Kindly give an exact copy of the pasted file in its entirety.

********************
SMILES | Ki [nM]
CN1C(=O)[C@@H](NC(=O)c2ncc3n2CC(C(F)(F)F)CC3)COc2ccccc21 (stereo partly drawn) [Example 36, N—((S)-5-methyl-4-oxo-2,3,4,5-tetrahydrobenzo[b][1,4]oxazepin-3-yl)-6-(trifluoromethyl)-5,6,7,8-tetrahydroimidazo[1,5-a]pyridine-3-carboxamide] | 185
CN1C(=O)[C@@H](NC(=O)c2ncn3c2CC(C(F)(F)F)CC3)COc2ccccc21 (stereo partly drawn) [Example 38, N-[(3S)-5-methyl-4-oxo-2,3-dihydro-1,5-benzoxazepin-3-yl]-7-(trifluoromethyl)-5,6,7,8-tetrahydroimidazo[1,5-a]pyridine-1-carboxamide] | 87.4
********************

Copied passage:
SMILES | Ki [nM]
CN1C(=O)[C@@H](NC(=O)c2ncc3n2CC(C(F)(F)F)CC3)COc2ccccc21 (stereo partly drawn) [Example 36, N—((S)-5-methyl-4-oxo-2,3,4,5-tetrahydrobenzo[b][1,4]oxazepin-3-yl)-6-(trifluoromethyl)-5,6,7,8-tetrahydroimidazo[1,5-a]pyridine-3-carboxamide] | 185
CN1C(=O)[C@@H](NC(=O)c2ncn3c2CC(C(F)(F)F)CC3)COc2ccccc21 (stereo partly drawn) [Example 38, N-[(3S)-5-methyl-4-oxo-2,3-dihydro-1,5-benzoxazepin-3-yl]-7-(trifluoromethyl)-5,6,7,8-tetrahydroimidazo[1,5-a]pyridine-1-carboxamide] | 87.4